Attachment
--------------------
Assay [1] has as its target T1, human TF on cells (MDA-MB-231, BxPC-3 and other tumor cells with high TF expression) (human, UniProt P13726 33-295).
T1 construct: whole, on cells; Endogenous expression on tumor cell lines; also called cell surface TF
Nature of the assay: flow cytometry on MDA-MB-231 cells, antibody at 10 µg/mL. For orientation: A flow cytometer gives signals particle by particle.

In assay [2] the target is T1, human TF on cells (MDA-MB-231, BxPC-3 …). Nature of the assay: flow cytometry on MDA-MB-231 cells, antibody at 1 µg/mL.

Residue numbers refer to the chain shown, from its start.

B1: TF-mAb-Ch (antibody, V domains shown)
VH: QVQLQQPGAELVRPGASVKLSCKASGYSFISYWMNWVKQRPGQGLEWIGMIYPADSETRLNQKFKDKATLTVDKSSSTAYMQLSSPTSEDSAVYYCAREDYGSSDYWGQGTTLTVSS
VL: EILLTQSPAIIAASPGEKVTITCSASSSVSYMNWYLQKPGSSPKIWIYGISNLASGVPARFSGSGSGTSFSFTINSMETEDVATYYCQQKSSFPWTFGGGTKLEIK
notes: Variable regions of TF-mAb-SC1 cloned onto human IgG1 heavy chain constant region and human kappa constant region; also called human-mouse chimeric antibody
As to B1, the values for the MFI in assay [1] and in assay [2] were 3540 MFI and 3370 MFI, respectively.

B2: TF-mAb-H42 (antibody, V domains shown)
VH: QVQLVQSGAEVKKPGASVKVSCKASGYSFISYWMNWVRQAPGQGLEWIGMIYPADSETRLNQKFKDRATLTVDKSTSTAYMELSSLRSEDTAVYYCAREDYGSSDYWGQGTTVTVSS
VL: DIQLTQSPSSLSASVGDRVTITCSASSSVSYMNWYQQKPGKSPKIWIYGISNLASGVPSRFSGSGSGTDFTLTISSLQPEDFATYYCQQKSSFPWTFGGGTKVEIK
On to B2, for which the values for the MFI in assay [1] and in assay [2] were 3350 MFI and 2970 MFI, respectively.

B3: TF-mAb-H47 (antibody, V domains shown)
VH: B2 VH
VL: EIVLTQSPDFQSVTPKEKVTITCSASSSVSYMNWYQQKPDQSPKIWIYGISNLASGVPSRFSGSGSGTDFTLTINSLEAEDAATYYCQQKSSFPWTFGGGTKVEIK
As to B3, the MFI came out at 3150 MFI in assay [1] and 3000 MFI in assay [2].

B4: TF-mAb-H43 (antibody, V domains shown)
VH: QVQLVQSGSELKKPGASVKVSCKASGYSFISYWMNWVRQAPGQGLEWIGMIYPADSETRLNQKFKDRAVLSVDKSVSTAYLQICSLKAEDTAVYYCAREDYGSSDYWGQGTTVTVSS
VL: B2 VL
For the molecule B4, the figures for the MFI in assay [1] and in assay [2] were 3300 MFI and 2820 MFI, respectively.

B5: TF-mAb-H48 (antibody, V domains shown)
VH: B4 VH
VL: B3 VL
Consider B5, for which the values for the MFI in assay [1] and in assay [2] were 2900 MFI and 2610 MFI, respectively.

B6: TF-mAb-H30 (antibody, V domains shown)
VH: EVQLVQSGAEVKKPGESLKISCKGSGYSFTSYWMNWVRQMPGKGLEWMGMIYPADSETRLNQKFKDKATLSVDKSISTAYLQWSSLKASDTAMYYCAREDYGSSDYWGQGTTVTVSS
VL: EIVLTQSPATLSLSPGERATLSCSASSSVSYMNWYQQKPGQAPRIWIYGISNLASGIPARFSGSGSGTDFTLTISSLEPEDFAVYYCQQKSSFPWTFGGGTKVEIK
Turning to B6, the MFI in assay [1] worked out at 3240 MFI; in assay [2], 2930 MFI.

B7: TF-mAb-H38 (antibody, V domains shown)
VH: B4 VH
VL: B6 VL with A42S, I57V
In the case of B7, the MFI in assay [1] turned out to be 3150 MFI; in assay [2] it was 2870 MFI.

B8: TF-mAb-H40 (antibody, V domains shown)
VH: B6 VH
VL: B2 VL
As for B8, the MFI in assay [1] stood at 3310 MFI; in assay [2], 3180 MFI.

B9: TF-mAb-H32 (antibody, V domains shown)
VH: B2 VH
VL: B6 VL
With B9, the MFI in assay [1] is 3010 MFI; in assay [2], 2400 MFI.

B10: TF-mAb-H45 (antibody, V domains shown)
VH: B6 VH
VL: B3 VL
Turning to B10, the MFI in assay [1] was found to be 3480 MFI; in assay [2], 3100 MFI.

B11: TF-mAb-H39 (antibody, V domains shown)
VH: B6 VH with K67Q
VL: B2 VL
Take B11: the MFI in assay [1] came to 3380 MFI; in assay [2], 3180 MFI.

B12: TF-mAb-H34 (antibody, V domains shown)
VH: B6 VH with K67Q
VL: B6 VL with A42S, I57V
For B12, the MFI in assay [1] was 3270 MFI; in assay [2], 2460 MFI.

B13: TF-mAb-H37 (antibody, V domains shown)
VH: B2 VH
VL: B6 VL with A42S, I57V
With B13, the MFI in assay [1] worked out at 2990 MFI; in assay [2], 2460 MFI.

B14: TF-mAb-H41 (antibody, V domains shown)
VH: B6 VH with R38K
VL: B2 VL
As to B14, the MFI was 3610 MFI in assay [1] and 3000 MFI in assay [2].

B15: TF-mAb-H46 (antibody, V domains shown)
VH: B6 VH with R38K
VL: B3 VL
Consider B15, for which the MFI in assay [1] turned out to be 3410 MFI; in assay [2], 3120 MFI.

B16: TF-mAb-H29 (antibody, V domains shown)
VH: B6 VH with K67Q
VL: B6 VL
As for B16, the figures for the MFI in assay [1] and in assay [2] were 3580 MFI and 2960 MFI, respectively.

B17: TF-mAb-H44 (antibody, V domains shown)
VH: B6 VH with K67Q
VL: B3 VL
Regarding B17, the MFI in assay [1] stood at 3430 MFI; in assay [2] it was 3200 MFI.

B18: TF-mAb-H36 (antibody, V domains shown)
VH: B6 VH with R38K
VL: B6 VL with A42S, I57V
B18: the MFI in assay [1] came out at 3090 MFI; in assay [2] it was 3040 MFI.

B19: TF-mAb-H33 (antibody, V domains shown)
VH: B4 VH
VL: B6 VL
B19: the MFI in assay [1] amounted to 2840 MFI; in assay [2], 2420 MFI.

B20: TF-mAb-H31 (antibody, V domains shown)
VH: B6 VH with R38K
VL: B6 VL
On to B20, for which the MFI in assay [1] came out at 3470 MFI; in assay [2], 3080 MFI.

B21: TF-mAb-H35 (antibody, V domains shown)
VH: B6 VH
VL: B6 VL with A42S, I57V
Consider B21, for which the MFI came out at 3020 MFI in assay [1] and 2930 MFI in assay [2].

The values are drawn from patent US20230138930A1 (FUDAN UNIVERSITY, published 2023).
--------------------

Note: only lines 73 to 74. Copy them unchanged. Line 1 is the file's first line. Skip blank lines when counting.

VL: B3 VL
Regarding B17, the MFI in assay [1] stood at 3430 MFI; in assay [2] it was 3200 MFI.